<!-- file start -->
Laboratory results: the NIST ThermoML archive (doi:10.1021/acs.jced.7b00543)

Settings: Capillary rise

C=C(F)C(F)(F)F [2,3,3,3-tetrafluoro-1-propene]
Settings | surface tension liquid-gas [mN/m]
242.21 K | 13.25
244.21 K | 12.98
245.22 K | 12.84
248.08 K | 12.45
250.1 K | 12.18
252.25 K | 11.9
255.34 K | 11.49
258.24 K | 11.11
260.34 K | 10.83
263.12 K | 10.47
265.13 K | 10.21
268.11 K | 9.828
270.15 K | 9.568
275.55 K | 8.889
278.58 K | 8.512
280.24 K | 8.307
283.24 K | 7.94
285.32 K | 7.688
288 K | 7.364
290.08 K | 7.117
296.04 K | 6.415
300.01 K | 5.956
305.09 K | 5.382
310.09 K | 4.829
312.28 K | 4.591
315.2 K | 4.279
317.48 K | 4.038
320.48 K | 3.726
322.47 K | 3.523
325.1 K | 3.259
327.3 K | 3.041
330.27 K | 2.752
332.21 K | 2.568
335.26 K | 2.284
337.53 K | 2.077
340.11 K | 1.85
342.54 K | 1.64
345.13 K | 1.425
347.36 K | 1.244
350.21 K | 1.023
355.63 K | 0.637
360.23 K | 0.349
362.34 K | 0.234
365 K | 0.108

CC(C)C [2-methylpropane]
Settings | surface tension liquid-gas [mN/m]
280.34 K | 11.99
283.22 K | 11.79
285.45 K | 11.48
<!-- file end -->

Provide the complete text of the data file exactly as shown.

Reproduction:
Laboratory results: the NIST ThermoML archive (doi:10.1021/acs.jced.7b00543)

Settings: Capillary rise

C=C(F)C(F)(F)F [2,3,3,3-tetrafluoro-1-propene]
Settings | surface tension liquid-gas [mN/m]
242.21 K | 13.25
244.21 K | 12.98
245.22 K | 12.84
248.08 K | 12.45
250.1 K | 12.18
252.25 K | 11.9
255.34 K | 11.49
258.24 K | 11.11
260.34 K | 10.83
263.12 K | 10.47
265.13 K | 10.21
268.11 K | 9.828
270.15 K | 9.568
275.55 K | 8.889
278.58 K | 8.512
280.24 K | 8.307
283.24 K | 7.94
285.32 K | 7.688
288 K | 7.364
290.08 K | 7.117
296.04 K | 6.415
300.01 K | 5.956
305.09 K | 5.382
310.09 K | 4.829
312.28 K | 4.591
315.2 K | 4.279
317.48 K | 4.038
320.48 K | 3.726
322.47 K | 3.523
325.1 K | 3.259
327.3 K | 3.041
330.27 K | 2.752
332.21 K | 2.568
335.26 K | 2.284
337.53 K | 2.077
340.11 K | 1.85
342.54 K | 1.64
345.13 K | 1.425
347.36 K | 1.244
350.21 K | 1.023
355.63 K | 0.637
360.23 K | 0.349
362.34 K | 0.234
365 K | 0.108

CC(C)C [2-methylpropane]
Settings | surface tension liquid-gas [mN/m]
280.34 K | 11.99
283.22 K | 11.79
285.45 K | 11.48